Like its animated counterparts Mirror Mirror stays faithful to its source material but twists it just enough to feel unique. When Snow White (Lily Collins) was a little girl her father the King ventured into a nearby dark forest to do battle with an evil creature and was never seen or heard from again. The kingdom was inherited by The Queen (Julia Roberts) Snow's evil stepmother and the fair-skinned beauty lived locked up in the castle until her 18th birthday. Grown up and tired of her wicked parental substitute White sneaks out of the castle to the village for the first time. There she witnesses the economic horrors The Queen has imposed upon the people of her land all to fuel her expensive beautification. Along the way Snow also meets Prince Alcott (Armie Hammer) who is suffering from his own money troubles — mainly being robbed by a band of stilt-wearing dwarves. When the Queen catches wind of the secret excursion she casts Snow out of the castle to be murdered by her assistant Brighton (Nathan Lane).
Fairy tales take flack for rejecting the idea of women being capable but even with its flighty presentation and dedication to the old school Disney method Mirror Mirror empowers its Snow White in a genuine way thanks to Collins' snappy charming performance. After being set free by Brighton Snow crosses paths with the thieving dwarves and quickly takes a role on their pilfering team (which she helps turn in to a Robin Hooding business). Tarsem wisely mines a spectrum of personalities out of the seven dwarves instead of simply playing them for one note comedy. Sure there's plenty of slapstick and pun humor (purposefully and wonderfully corny) but each member of the septet stands out as a warm compassionate companion to Snow even in the fantasy world.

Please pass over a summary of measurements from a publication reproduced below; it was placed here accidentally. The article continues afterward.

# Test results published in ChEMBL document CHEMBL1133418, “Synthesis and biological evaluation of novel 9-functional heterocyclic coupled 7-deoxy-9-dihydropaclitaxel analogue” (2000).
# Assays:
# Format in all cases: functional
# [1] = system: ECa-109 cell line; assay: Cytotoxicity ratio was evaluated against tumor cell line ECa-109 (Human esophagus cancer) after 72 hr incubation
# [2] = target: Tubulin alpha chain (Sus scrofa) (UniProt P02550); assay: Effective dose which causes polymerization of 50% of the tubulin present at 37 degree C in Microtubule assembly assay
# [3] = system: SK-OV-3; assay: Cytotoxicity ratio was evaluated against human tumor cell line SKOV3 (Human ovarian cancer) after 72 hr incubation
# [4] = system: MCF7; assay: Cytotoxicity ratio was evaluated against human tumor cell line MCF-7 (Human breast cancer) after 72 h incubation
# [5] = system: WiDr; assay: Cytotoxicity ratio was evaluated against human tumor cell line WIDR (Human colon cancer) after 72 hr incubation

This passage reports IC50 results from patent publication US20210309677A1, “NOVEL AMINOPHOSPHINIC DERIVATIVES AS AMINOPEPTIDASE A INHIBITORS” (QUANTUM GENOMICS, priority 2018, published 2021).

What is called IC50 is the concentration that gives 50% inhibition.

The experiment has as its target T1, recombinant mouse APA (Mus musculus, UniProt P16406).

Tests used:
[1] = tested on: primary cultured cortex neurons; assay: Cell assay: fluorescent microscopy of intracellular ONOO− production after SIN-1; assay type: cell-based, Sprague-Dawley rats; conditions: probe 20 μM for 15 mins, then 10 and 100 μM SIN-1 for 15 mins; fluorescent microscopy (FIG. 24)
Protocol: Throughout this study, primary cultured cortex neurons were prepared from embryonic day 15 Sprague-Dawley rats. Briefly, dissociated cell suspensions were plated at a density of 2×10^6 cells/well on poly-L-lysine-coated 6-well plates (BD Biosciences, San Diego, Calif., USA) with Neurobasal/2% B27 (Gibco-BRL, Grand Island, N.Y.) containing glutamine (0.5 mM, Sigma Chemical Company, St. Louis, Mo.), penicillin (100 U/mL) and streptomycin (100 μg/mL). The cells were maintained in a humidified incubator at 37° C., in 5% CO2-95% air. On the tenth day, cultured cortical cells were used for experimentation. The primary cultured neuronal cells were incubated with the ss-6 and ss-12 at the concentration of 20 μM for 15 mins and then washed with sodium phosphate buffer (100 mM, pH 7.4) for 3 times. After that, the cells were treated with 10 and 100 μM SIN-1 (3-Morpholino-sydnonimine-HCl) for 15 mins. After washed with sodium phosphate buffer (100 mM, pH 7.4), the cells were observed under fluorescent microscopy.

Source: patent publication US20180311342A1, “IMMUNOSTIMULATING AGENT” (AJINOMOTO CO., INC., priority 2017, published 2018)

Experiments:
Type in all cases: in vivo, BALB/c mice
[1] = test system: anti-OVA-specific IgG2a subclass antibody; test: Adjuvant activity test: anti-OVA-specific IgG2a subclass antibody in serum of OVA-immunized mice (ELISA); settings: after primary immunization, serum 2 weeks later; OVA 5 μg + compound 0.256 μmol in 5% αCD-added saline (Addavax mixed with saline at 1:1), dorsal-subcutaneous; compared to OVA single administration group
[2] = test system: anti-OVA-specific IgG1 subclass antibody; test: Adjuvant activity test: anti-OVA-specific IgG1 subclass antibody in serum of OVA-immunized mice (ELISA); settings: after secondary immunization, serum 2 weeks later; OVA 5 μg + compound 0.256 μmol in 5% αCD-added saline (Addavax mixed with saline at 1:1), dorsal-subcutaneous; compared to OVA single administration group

Mirror Mirror is richly designed and executed in true Tarsem-fashion with breathtaking costumes (everything from ball gowns to the dwarf expando-stilts to ridiculous pirate ship hats with working canons) whimsical sets and a pitch-perfect score by Disney-mainstay Alan Menken. The world is a storybook and even its monsters look like illustrations rather than photo-real creations. But what makes it all click is the actors. Collins holds her own against the legendary Julia Roberts who relishes in the fun she's having playing someone despicable. She delivers every word with playful bite and her rapport with Lane is off-the-wall fun. Armie Hammer riffs on his own Prince Charming physique as Alcott. The only real misgiving of the film is the undercooked relationship between him and Snow. We know they'll get together but the journey's half the fun and Mirror Mirror serves that portion undercooked.
Children will swoon for Mirror Mirror but there's plenty here for adults — dialogue peppered with sharp wisecracks and a visual style ripped from an elegant tapestry. The movie wears its heart on its sleeve and rarely do we get a picture where both the heart and the sleeve feel truly magical.